These neutron detectors are well known. In their organization, as given in the two figures, they appear to have been part of a neutron measuring system used in nuclear weapon states in the development of nuclear weapons. These detectors can reveal the total number of neutrons emitted and their energy spectrum. Moreover, the choice of the detectors provided a backup capability, increasing the chances that the experiment would accurately record the neutron emissions and produce a permanent record of the total number produced. One expert we consulted judged the approach as “clever.” Overall, subproject 3/21 appears to have sought the best detector systems for detecting a short pulse of neutrons produced during the compression by high explosives of a uranium deuteride neutron source. 6

Starting Up the Chamber. The Parchin facility was operational and ready to conduct neutron source experiments by early 2003, based on another document in the archive. This document describes the contamination level caused by a “raw material,” identified as uranium in a neutron source in the same document, used in a chamber experiment conducted on February 15, 2003. 7 The intent appears to have been to test the chamber prior to routine operation to ensure the chamber worked as designed and radioactive material was not released into the hanger holding the chamber. Overall, the test was judged a success from the point of view of health and safety, with some recommended future actions that are discussed below. The health and safety manager reported to the head of Project 3030 (likely Project 3.30, which was diagnostics), with a copy to the head of Project 110, his principal finding that “regular tests in the chamber are authorized.” Thus, the date of the document of February 2003 can be viewed as the start of routine operation of the Taleghan chamber.

In the document, this raw material is referred to as “U,” strongly suggesting that it was uranium. The use of the term “neutron source” would also imply that the object tested was explosively driven, and upon compression, produced a spurt of neutrons. The most likely candidate for this object is a uranium-deuteride neutron source.

According to the document, the raw material arrived at the Parchin site with a “cover,” e.g. encased, and no contamination was observed. As a result, no special precautions were taken during the assembly of the “part,” which again is undefined, likely for information security reasons. Likewise, the assembly location is not identified in this document. But the document makes clear that this part was tested in the experiment. Following the test, “no radiation was measured outside the chamber,” states the author, implying that the chamber worked as designed and the initial negative pressure inside the chamber (under vacuum) apparently led to the venting of material into the atmosphere. Afterward, the chamber’s shower system was used once to wash the chamber. After waiting 24 hours to let the residue settle, ventilation began, and the chamber door was opened (see Figure 4). One problem was that the chamber’s ventilation system did not create a sufficient air-flow to the external venting pipes, causing some of the toxic gases to escape the chamber through the opened door into the room, and leading personnel to inhale it. Certain high explosive products, such as oxides of nitrogen and carbon monoxide, are toxic.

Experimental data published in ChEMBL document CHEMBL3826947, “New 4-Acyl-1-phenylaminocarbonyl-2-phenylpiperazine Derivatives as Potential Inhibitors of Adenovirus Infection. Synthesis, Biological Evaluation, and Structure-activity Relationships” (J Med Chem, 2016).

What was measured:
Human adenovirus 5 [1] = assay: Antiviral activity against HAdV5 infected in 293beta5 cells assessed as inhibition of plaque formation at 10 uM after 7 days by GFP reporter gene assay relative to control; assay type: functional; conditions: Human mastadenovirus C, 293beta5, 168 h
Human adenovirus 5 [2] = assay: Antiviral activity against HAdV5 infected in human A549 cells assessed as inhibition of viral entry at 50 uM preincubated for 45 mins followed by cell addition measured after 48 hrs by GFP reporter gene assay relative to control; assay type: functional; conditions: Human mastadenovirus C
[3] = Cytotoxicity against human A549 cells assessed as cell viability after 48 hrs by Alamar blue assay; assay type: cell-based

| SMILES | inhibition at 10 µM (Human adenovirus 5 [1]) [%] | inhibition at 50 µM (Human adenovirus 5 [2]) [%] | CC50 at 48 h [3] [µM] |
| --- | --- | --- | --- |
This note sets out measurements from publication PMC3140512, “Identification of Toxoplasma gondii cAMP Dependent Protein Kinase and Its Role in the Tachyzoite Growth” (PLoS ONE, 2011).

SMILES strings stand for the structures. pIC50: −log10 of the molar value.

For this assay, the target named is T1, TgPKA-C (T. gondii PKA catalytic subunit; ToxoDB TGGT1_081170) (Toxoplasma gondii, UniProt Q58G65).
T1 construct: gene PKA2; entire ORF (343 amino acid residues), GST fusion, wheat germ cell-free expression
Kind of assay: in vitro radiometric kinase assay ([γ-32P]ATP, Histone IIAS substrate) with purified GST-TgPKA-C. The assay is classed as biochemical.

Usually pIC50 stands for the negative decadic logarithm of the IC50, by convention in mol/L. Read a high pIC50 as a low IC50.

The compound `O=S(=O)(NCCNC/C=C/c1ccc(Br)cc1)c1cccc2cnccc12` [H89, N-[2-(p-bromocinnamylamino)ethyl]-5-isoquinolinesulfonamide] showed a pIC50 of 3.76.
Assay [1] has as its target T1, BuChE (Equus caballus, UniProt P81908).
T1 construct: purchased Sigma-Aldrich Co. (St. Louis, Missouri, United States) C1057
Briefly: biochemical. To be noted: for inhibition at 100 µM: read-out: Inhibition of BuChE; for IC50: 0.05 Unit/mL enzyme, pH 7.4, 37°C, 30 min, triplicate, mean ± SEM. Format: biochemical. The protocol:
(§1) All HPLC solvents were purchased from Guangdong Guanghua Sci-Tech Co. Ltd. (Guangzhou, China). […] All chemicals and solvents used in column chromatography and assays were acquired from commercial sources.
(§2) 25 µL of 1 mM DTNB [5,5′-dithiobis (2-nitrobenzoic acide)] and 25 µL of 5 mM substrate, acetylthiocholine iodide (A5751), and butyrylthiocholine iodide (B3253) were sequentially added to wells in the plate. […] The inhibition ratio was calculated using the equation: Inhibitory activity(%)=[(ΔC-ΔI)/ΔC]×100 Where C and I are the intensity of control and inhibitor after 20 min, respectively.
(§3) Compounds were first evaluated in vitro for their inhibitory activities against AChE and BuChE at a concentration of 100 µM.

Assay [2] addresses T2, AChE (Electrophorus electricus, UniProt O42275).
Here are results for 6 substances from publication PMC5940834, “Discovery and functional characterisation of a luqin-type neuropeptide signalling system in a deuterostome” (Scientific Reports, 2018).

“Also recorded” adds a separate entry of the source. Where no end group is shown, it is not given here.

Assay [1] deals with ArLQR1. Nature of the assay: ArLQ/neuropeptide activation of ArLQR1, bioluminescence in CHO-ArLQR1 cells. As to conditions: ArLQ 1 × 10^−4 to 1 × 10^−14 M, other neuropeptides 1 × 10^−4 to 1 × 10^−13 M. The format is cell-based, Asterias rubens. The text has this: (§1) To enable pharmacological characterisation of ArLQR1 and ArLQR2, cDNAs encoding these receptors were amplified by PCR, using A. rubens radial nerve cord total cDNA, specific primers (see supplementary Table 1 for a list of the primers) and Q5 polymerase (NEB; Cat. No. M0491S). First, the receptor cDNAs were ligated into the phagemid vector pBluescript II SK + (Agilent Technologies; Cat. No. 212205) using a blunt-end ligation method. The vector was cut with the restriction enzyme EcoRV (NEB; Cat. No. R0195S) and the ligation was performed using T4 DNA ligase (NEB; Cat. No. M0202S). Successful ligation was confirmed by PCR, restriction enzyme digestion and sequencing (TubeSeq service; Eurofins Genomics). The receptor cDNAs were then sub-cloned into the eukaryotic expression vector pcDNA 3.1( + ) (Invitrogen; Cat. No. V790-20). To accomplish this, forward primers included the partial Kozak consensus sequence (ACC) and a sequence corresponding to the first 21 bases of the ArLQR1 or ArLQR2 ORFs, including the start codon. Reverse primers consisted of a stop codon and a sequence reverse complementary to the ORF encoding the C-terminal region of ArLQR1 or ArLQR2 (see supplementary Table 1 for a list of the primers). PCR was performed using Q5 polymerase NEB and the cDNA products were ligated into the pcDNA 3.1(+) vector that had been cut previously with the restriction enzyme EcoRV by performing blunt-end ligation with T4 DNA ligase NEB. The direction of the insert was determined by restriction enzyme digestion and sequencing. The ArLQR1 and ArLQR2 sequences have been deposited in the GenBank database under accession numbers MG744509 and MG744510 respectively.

At an unidentified time after the opening of the door and the beginning of the venting of the chamber, a person with appropriate safety gear entered it and collected the “crude waste” inside the chamber and then manually cleaned it. Before this person washed the chamber, he or she took some samples near the location of the explosion and from the floor near the door. These samples showed an average of 10 CPS, which may mean counts per seconds registered by the detector, which is undefined. The manager wrote that the values were higher than the “baseline” but well below radiation health and safety guidelines. In this report, the health and safety manager referred explicitly to the guidelines of the U.S. Environmental Protection Agency (EPA) for safe limits of uranium in water and solid wastes. 8 Additional samples were taken of chamber waste from the waste tank and from “regular water.” The uranium concentration in the liquid samples was higher than the “baseline” for the chamber but well below the allowed level of uranium concentration in liquids set by the EPA. The uranium concentration in the samples of solid waste from the chamber was significantly higher than that in the liquids, but still well below the regulatory limit.